Film screenwriter Jake Armitage and his wife Jo Armitage live in London with six of Jo's eight children, with the two eldest boys at boarding school. The children are spread over Jo's three...
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The existential protagonist is a hungry, homeless, socially isolated, and socially alienated young man living on the streets of an anonymous Russian big city in the 19th Century. He's ... See full summary »
Reinette and Mirabelle are two young girls. Reinette lives in the countryside, Mirabelle in Paris. They meet during a holiday of Mirabelle in the country, when Reinette helps her to repair ... See full summary »
A grandmother seeks a governess for her 16 year old granddaughter, Laurel, who manages to drive away each and every one so far by exposing their past, with a record of three in one week! ... See full summary »
Henry Graham lives the life of a playboy. When his lawyer tells him one day that his lifestyle has consumed all his funds, he needs an idea to avoid climbing down the social ladder. So he intends to marry a rich woman and - murder her.
Film screenwriter Jake Armitage and his wife Jo Armitage live in London with six of Jo's eight children, with the two eldest boys at boarding school. The children are spread over Jo's three marriages, with only the youngest being Jake's biological child, although he treats them all as his own. Jo left her second husband Giles after meeting Giles' friend Jake, the two who were immediately attracted to each other. Their upper middle class life is much different than Giles and Jo's, who lived in a barn in the English countryside. But Jo is ruminating about her strained marriage to Jake, with issues on both sides. Jo suspects Jake of chronic infidelity, she only confronting him with her suspicions whenever evidence presents itself. And Jo's psychiatrist believes that Jo uses childbirth as a rationale for sex, which he believes she finds vulgar. These issues in combination have placed Jo in a fragile mental state. They both state that they love the other, but neither really seems to like ... Written by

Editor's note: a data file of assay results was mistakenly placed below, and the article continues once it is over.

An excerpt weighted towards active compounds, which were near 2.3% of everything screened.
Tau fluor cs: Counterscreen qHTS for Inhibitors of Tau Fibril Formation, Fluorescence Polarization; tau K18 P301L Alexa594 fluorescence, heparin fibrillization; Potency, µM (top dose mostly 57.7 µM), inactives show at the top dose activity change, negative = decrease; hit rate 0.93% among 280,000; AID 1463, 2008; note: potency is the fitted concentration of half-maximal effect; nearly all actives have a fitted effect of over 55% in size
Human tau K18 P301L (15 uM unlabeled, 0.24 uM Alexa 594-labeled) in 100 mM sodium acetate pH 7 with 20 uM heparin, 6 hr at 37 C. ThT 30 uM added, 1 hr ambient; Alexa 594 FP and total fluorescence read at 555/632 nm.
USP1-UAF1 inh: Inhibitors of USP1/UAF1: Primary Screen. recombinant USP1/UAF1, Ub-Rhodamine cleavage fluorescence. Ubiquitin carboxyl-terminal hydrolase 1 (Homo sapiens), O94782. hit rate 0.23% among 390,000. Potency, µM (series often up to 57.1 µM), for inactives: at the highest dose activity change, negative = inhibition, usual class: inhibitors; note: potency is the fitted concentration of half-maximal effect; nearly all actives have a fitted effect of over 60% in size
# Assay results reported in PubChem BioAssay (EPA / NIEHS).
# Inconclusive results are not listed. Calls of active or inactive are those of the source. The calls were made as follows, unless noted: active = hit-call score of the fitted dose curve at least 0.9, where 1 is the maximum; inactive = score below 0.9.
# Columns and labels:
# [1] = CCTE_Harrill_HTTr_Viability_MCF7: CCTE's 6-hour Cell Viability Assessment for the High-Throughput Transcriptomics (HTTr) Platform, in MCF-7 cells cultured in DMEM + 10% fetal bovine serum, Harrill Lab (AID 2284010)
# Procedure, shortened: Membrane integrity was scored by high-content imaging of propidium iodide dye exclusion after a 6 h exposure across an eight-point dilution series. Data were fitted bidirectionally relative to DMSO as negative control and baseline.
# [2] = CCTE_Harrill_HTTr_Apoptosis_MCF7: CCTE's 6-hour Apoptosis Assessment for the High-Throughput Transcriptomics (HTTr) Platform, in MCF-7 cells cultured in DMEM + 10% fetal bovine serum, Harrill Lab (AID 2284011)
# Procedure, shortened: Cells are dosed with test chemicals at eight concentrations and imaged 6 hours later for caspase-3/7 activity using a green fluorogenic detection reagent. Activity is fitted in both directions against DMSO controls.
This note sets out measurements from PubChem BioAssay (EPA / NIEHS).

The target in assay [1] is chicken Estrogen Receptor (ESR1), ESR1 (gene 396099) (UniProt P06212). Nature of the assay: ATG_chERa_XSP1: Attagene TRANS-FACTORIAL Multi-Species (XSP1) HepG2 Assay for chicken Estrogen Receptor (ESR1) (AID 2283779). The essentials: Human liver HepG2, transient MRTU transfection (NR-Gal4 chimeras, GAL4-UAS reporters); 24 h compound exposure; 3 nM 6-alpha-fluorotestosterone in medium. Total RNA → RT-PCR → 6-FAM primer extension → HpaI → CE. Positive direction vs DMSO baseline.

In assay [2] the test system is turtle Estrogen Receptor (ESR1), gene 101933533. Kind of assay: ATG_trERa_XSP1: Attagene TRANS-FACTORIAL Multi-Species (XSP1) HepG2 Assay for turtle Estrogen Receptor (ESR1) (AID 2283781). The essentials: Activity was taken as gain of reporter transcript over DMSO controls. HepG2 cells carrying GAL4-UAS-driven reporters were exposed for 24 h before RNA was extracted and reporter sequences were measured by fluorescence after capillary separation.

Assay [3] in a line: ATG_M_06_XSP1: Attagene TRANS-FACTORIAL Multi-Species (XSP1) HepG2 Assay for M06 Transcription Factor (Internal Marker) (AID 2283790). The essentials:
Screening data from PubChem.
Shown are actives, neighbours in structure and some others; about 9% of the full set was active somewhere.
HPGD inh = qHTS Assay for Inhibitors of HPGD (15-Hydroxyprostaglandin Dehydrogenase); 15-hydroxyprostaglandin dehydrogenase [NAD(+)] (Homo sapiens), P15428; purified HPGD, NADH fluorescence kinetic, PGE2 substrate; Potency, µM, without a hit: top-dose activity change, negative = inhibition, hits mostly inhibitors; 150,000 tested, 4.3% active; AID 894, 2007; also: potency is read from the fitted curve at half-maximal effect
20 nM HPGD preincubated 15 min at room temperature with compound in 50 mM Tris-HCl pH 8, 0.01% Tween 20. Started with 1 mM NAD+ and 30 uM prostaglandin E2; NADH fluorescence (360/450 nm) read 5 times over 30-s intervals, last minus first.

The film never explains its title, which refers to a traditional child's rhyme: "Peter, Peter, pumpkin eater/Had a wife, but couldn't keep her;/So he put her in a shell/And there he kept her very well." This serves as the epigraph of Penelope Mortimer's original novel. See more »
The long tracking shot near end of film (in which camera begins on Jo smoking in bed, then winds through closeups of mementos in her living room) was shot backward; at beginning of shot smoke is going into her cigarette, not out of it. See more »
I came upon this movie on late night t.v. a few years back. I really love Anne Bancroft and I think that she is, not underrated, but more correctly, overlooked as a great actress. This film is a wonderful study of a marriage in trouble and Ms. Bancroft and the great Peter Finch are so believable as lovers and as a married couple that I wondered why I had never even heard of the film before. I felt their pain - wait, sorry . . . I think someone else named Clinton coined that phrase. But seriously, Anne Bancroft is able to really convey heartbreaking loneliness that you just want to cry or help her in some way. I love movies that engage you thoroughly. If you enjoy movies that make you think and also have a viewpoint about human relations, please try to find this film. An added bonus is a wonderful appearance in a small role by Maggie Smith - certainly a very early one in her career. I really like finding gems like this!
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